At the Guthrie County board of supervisors meeting last Tuesday, Dallas County Sheriff Chad Leonard gave a crash course on how his county passed a bond issue for a new jail.

Guthrie County is in the process of working toward a November vote on a new jail. Leonard’s presentation wasn’t aimed at the supervisors, saying it wasn’t their job to sell the project, but that of Sheriff Marty Arganbright.

But he did say supervisor opposition can sink the project.

After three defeats, Dallas County did hire a pre-bond construction firm (Samuels Group) to provide services and help sell the bond issue.

The key, Leonard said, was voter education. “They need to know everything about everything ... They needed to know how much it was going to cost and why it (the jail) was needed.”

He advised not to let any question go unanswered. “If you say “I don’t know” they’ll think you’re covering something up.”

Leonard said he went out and made some 125 presentations and opened up his jail for tours.

He held up a number of white sheets which he said was Chapter 50 of the Iowa Administrative Code which contain the rules for operating a jail. They symbolized why he needed a new jail and why Arganbright is pressing for one in Guthrie County. “He had a better facility than we have now,” said Arganbright, pointing out the irony that Guthrie County takes its overflow of prisoners there.

Architect Michael Lewis from the Shive Hattery firm was present along with Sid Samuels of the Samuels Group, who has been hired by Guthrie County. Several matters from the last meeting were cleared up.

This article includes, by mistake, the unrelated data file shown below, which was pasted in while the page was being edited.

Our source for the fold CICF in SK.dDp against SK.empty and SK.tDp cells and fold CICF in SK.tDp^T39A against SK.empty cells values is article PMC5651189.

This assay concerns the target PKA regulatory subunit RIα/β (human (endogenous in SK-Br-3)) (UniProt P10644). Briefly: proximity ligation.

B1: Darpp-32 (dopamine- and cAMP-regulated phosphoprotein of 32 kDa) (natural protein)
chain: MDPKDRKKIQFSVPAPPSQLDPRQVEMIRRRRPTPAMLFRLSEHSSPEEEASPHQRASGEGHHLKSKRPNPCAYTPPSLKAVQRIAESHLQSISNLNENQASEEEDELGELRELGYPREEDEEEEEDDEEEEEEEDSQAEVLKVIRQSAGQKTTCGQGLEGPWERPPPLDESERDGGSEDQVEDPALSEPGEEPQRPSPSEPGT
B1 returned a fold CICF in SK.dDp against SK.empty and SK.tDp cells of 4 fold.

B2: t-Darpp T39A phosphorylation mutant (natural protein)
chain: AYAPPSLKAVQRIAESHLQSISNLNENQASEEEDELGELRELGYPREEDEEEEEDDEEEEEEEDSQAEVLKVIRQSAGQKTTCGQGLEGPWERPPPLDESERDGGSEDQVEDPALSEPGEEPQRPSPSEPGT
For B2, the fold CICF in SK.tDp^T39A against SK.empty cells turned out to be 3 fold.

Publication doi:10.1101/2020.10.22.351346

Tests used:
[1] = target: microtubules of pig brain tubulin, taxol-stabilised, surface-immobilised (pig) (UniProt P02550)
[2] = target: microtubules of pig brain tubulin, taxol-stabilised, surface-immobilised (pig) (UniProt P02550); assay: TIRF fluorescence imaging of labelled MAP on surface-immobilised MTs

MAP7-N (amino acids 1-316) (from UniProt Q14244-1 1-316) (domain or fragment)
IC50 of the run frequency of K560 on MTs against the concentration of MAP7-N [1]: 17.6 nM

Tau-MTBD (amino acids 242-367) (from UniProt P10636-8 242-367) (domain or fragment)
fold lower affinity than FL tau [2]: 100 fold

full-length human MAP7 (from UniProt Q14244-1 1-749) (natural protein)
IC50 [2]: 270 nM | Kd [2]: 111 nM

Lewis said changing the vote on a new jail from his recommended August to November was “absolutely fine.” County facilities manager Brandon Thompson had said earlier he was not being informed. However, he reported that he, Samuels and Lewis had met and they will be keep him informed so he can keep the supervisors abreast. “We had a real good conversation and it cleared up a lot of questions,” said Thompson of the meeting.

Further, a small maintenance building on the courthouse grounds is part of the jail plan; it had not been left out.

Lewis said he didn’t include soil boring at the proposed new jail site prior to the bond issue as a means of saving money. Samuels, however, recommended this take place as a precaution. The location just north of the present courthouse was once the location of a jail.

As it stands Shive Hattery will charge $9,500 for soil testing and a master site evaluation of the entire courthouse grounds for parking and utility purposes. The supervisors will act of this after the county attorney reviews the agreement with the architectural firm.

Budgets - Two department heads explained their requests for budget amendments.

Jotham Arber, director of the transfer station, said he had $123,000 left in his budget while the monthly operating cost is $45,000 or more.

Joe Hanner, Director of the Guthrie County Conservation board, said his agency is desiring to spend $25,873 in the conservation reserve fund and $30,000 in restricted use funds for various purposes including the inspection Raccoon River Valley Trail bridges and patching the trail.

Public hearings on the budget changes will be held April 30.

Arber also reported water quality at the closed county landfill is still checked for levels of lead, arsenic, cobalt and nickel. And, the transfer station had all the necessary permits renewed.